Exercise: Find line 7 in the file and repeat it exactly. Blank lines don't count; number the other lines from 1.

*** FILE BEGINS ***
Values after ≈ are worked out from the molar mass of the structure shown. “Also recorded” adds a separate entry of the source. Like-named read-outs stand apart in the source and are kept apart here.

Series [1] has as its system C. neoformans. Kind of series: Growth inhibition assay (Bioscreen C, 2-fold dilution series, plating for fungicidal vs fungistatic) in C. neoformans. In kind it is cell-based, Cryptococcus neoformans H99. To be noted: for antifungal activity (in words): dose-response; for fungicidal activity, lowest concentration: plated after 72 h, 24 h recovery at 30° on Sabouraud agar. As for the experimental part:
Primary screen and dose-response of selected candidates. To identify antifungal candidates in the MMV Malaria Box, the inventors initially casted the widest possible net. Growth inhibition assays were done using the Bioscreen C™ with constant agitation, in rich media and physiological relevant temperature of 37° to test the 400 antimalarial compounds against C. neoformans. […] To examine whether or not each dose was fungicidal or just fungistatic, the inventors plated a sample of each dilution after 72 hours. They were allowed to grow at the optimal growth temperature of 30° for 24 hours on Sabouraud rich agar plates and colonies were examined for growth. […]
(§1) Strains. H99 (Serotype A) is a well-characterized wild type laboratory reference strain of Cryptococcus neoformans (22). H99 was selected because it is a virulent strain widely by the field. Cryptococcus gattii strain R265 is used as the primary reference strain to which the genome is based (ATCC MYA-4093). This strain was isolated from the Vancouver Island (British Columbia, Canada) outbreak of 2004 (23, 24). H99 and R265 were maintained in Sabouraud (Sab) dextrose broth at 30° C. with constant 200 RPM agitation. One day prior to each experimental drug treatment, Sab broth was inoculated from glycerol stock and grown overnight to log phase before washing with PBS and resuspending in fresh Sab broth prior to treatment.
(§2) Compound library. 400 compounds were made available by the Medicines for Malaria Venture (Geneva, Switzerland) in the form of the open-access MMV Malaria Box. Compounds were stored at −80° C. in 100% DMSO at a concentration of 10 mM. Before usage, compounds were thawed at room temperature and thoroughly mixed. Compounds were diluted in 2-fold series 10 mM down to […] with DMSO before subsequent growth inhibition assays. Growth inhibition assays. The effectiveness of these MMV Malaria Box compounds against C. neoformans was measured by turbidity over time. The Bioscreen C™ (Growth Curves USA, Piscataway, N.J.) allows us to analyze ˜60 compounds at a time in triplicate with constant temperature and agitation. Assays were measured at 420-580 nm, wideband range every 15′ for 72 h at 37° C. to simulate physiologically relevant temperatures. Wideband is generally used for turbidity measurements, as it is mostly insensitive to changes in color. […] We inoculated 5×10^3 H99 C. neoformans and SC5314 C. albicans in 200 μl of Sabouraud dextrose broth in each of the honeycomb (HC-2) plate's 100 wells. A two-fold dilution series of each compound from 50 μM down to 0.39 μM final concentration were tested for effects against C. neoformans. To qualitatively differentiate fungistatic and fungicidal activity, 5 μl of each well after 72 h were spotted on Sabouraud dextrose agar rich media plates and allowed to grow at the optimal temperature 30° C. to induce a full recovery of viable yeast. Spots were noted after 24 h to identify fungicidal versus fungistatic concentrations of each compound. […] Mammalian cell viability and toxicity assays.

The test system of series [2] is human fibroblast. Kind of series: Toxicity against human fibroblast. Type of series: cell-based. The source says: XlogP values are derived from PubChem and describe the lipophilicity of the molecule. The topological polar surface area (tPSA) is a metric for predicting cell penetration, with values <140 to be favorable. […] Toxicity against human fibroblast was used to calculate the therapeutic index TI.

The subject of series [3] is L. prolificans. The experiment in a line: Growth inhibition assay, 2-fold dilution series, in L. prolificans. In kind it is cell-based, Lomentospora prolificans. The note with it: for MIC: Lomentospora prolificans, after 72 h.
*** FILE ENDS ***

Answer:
The subject of series [3] is L. prolificans. The experiment in a line: Growth inhibition assay, 2-fold dilution series, in L. prolificans. In kind it is cell-based, Lomentospora prolificans. The note with it: for MIC: Lomentospora prolificans, after 72 h.